Maddy’s Story

I had a very img_20160922_2006278_rewindnormal pregnancy with my daughter. Everything was on track. When labor started, it was a long labor and I ended up having an emergency C-section. While I was in the recovery room, my husband was with our daughter while they tried to feed her 3 different formulas ranging from the normal one they give to infants, to a very sensitive formula that they would give to a preemie. She reacted to all 3 they tried, so they told me that I would need to breastfeed and hope for the best. Breastfeeding was my original plan all along so I was not worried.

The Pediatrician that we had through the hospital at the time didn’t seem too concerned by the episode. He mentioned that she may be lactose intolerant in the future, but she should outgrow it. When she was 6 months old, we switched to a new Pediatrician. She was very knowledgeable and genuinely cared about the kids she saw. When we talked about her episode at birth and how she still seemed to be having issues with digesting her milk, I was thinking possible colic. We then received a definite diagnosis of Lactose Intolerance and had a plan to start switching her to soy milk before she was 12 months old. This transition went very well.

In the next few years, she would struggle with very upset tummy and not gaining and maintaining weight. Around 3, we really started noticing that she would randomly vomit in her bed at night, roughly 4-6 hours after supper. We were unsure what was causing these reactions, which would range from just a few times of vomiting in a night to she would continue until her tummy was empty and then sleep for the next day. She missed quite a bit of preschool due to her reactions. The school was also not letting us substitute her milk for lunch or if lunch had milk in it, they would not allow us to bring her home lunch. We saw many days of troubles.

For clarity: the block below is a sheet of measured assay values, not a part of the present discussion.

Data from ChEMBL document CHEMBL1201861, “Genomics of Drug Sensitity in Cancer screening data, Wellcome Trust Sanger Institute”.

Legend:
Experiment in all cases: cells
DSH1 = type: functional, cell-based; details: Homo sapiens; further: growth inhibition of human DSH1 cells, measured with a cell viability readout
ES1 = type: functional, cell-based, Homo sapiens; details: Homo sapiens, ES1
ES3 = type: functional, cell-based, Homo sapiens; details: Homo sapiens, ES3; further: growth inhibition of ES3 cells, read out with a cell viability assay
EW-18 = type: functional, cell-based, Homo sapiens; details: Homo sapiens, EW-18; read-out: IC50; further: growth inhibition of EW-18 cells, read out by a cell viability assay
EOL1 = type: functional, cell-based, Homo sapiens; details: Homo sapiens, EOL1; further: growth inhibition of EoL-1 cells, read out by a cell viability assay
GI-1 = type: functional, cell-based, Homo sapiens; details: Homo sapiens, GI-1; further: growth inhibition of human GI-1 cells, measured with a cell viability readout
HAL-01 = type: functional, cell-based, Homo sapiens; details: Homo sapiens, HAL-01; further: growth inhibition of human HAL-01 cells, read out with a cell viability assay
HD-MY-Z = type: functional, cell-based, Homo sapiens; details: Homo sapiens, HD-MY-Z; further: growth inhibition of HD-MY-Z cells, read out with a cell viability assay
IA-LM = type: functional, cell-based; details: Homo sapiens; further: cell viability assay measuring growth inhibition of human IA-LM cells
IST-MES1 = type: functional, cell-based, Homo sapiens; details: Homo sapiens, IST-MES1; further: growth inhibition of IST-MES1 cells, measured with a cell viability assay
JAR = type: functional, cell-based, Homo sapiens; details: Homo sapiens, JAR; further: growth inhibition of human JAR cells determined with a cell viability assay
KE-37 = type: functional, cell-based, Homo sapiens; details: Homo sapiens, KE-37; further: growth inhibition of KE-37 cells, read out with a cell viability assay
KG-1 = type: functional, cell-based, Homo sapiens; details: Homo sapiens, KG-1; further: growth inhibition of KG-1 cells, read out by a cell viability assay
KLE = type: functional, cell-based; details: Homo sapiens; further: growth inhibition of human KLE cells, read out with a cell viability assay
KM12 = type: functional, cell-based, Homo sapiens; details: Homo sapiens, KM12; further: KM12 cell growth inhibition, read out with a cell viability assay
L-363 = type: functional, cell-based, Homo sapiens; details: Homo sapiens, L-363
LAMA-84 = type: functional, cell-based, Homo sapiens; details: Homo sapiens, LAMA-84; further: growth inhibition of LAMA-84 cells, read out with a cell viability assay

In Kindergarten, we linked troubles to Peanut Butter and then we asked to see an allergist. We visited with the allergist and she took blood samples and did the full allergy panel. Maddy was 5 when she was diagnosed with FPIES. We were the only family in our area with a child with FPIES. Explaining what it is was difficult. People didn’t understand. It was extremely overwhelming for our family as we also had a new baby in the house and had to completely revamp our food menu. We could not do family functions. We found out the hard way at Thanksgiving that year, when I failed to ask the hostess to save some potatoes for Maddy before adding butter, milk and cream. We also found out that turkey was a trigger for her too. She was a very sick little girl that year. For about a month, she continued to struggle with her triggers as she was super sensitive to foods at that point.

Maddy is currently 8 years old and {we feel} she will more than likely continue to have FPIES her whole life. We have completed food trials this summer, but milk/dairy, peanut butter, white potatoes, sweet potatoes, turkey and beef still continue to be triggers. She is able to eat most foods, but she tends to stay away from new foods and has anxiety about eating food that is not from home. She is able to deal with her FPIES, knows what her triggers are, and is finally gaining and maintaining a healthy body weight that her pediatrician is happy with.

 

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Page published: Sept.29, 2016. Copyright © 2012,The FPIES Foundation